I was vaguely aware of this film when it played in the cinemas but it only really got my attention when lots of people on Broken Forum started talking about it. In particular, more than a few people chimed in to say how it’s a genuinely scary film that doesn’t rely on cheap jump scares. It was also very well received by critics, with a crazy high Rotten Tomatoes rating and comparisons with The Exorcist.
Even right from the opening shot of a close-up of a woman’s face that ends with her falling in slow motion onto a bed you can see why this comparison was made and why this film is a cut above the usual fare. The woman is Amelia who has to raise her young son Samuel by herself as her husband died while driving her to the hospital to give birth. The pressures of single-parenthood, combined with Samuel’s hyperactivity and anxiety over monsters, push Amelia close to a nervous breakdown. Naturally the audience knows that in a horror movie, the monster is always real but Amelia only starts to worry when a mysterious children’s book shows up in her house and just doesn’t want to go away.
The whole setup works wonderfully and the book itself must be one of the best movie props ever. It’s a large, hardcover pop-up book with creepy rhymes that successfully transform a nonsense word into a terrifying name. The minimalist design of the monster is pretty great as well, allowing its mere silhouette to suggest its presence and thereby induce dread. But the real genius of this film lies in its insinuations that although the Babadook is an external force, it has power only because some part of Amelia really is ready to just snap and kill her son out of frustration and grief due to the death of her husband that she has never fully come to terms with.
Unfortunately while the idea of using a literal monster as a metaphor for how hate can coexist with parental love is indeed brilliant, I find myself admiring this film more in the abstract than in reality. Many of its scenes are individually quite good but this is a case of the whole being lesser than its parts. In particular, it pulls the usual trick of the boy, who behaved erratically and seemed to lack any discipline in the earlier parts of the film, being the sane one when the threat of the supernatural becomes all too real. It doesn’t help that the scenes of him setting off all of his traps feels too reminiscent of the Home Alone movies with all of the comedic connotations that association brings. I also didn’t like how the film won’t fully commit to making the Babadook a being that only acts through the person it possesses. Seeing an invisible being throwing Samuel around isn’t scary because we’ve seen stuff like this so often already.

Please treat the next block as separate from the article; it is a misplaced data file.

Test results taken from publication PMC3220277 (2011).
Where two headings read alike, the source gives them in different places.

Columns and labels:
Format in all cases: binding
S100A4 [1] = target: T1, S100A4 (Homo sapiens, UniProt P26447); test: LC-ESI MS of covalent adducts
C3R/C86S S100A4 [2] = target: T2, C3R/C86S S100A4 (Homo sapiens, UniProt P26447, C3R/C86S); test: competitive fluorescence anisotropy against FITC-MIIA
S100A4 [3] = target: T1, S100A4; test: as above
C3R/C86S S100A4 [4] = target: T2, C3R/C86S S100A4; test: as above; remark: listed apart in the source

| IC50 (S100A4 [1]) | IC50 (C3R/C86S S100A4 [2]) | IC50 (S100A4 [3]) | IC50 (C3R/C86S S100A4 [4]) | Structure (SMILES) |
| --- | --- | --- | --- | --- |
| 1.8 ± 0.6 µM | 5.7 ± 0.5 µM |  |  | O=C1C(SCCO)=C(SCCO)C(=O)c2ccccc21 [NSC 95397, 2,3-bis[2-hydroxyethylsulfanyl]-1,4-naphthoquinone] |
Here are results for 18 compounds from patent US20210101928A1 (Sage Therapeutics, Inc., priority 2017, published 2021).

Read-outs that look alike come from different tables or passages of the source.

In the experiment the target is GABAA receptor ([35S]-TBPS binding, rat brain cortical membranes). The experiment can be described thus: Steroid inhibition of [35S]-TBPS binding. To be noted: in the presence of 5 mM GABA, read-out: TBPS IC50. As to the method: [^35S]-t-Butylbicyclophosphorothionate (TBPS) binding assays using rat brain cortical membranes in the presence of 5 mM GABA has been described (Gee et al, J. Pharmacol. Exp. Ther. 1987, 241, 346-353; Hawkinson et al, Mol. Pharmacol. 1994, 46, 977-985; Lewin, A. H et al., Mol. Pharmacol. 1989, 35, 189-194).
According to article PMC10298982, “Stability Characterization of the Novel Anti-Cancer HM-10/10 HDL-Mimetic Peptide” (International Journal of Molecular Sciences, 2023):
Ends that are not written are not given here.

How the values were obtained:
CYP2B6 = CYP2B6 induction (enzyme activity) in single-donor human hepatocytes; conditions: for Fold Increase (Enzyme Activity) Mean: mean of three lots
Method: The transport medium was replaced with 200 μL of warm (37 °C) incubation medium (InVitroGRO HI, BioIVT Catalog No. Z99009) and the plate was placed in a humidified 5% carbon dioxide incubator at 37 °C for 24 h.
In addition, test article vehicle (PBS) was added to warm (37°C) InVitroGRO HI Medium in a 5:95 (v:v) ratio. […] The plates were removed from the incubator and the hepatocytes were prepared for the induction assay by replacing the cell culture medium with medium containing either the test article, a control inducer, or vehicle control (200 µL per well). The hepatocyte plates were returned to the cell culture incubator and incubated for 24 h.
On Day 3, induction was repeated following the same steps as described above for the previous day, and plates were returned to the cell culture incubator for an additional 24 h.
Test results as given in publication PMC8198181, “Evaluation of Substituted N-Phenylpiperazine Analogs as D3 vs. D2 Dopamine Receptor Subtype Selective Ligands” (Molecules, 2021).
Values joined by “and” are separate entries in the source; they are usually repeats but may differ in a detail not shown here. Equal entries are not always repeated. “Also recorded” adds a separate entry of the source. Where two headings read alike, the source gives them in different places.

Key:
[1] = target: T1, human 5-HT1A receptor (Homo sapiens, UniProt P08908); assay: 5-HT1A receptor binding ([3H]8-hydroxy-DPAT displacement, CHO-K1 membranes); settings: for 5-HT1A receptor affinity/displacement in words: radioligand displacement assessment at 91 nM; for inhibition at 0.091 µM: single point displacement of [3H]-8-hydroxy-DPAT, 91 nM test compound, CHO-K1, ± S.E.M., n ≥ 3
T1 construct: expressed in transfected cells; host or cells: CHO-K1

Noah Wiseman deserves praise for playing the boy. You’re convinced that he’s a total nightmare to be around yet he’s no less deserving of sympathy for it. Essie Davis is also great at being a mother who really, really just needs one good night’s sleep. And I suppose that director Jennifer Kent for thinking up this idea. Still, it doesn’t seem as if she has the experience to pull it off and so I found The Babadook to be a merely decent movie rather than a good one. After it ended, I found myself thinking, “Wait, didn’t The Shining do all that and do it so much better?”